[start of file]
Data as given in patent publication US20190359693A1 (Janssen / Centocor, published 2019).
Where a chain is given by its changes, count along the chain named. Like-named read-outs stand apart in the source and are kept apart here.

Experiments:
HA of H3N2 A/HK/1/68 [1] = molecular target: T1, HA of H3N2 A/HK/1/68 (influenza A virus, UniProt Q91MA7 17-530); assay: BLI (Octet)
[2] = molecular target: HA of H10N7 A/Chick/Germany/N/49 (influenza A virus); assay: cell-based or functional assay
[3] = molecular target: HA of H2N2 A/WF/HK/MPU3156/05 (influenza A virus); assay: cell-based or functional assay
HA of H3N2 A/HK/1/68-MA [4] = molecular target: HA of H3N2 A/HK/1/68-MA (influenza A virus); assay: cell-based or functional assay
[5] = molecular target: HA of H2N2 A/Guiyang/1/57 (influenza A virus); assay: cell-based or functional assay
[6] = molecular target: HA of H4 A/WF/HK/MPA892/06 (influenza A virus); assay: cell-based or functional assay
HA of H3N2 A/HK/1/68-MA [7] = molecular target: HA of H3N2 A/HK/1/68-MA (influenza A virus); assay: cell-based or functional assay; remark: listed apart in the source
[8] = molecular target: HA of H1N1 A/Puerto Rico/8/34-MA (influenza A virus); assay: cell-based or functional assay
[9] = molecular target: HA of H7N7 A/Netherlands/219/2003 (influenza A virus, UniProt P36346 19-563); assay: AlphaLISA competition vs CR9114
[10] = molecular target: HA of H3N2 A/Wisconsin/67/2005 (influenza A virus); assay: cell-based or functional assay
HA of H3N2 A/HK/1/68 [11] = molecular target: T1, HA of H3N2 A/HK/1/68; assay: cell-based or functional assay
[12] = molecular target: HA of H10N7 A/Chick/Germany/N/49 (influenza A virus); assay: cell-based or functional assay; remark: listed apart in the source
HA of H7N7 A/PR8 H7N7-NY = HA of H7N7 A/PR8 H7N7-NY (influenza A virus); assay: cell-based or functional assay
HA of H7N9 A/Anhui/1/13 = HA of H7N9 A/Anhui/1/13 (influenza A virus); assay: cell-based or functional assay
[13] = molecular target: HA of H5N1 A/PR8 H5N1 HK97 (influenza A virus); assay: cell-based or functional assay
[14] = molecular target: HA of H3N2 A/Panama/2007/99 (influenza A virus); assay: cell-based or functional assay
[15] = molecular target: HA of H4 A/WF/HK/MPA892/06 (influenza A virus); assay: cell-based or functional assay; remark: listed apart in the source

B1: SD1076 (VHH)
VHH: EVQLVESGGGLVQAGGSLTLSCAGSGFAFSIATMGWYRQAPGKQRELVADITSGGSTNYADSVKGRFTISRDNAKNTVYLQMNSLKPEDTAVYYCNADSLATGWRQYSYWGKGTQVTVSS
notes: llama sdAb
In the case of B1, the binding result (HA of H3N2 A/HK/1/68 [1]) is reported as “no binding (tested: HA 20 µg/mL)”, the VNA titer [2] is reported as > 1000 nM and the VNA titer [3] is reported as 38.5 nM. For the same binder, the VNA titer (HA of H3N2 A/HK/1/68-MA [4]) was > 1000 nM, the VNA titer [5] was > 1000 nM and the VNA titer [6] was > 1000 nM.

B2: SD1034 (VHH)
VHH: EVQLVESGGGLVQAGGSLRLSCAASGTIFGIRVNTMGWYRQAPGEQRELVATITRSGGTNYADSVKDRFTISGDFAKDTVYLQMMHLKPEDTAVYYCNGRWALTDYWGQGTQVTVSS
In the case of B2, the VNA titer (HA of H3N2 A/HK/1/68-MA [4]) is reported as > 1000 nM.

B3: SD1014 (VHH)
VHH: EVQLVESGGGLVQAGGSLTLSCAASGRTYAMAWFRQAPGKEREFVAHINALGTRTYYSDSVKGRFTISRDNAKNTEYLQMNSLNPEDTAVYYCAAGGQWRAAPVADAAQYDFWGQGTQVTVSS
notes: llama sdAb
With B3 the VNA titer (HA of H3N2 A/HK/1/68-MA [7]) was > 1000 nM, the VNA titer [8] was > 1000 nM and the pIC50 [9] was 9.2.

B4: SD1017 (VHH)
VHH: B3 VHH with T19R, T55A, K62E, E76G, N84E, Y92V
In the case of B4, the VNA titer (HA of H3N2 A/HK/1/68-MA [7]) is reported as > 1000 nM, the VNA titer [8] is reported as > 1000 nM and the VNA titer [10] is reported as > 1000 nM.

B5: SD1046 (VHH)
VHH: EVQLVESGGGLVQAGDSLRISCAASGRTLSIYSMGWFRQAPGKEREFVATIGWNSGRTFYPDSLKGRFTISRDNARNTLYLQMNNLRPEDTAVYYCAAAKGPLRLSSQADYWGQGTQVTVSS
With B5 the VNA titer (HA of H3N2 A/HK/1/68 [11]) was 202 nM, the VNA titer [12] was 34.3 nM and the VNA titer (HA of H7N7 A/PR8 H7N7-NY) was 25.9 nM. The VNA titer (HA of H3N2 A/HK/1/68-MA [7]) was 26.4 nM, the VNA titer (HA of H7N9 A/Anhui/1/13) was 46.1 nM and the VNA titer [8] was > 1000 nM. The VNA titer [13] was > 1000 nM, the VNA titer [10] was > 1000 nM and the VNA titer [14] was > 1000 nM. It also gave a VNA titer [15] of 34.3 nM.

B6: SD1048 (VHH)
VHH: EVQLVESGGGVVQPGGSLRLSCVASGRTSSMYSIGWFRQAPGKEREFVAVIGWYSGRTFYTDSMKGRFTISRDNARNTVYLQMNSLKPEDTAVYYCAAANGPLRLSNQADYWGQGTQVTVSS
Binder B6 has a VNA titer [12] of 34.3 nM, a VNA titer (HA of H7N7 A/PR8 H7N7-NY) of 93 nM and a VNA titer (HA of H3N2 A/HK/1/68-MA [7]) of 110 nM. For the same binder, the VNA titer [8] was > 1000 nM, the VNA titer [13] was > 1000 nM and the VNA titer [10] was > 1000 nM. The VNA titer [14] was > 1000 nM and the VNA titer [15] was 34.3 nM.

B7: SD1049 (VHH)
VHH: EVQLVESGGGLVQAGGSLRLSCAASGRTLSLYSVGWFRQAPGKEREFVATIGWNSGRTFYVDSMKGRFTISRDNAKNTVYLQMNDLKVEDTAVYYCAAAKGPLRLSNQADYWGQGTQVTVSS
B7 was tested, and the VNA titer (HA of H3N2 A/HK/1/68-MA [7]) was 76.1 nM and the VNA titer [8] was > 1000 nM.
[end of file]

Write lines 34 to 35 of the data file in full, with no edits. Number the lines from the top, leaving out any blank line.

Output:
In the case of B4, the VNA titer (HA of H3N2 A/HK/1/68-MA [7]) is reported as > 1000 nM, the VNA titer [8] is reported as > 1000 nM and the VNA titer [10] is reported as > 1000 nM.

B5: SD1046 (VHH)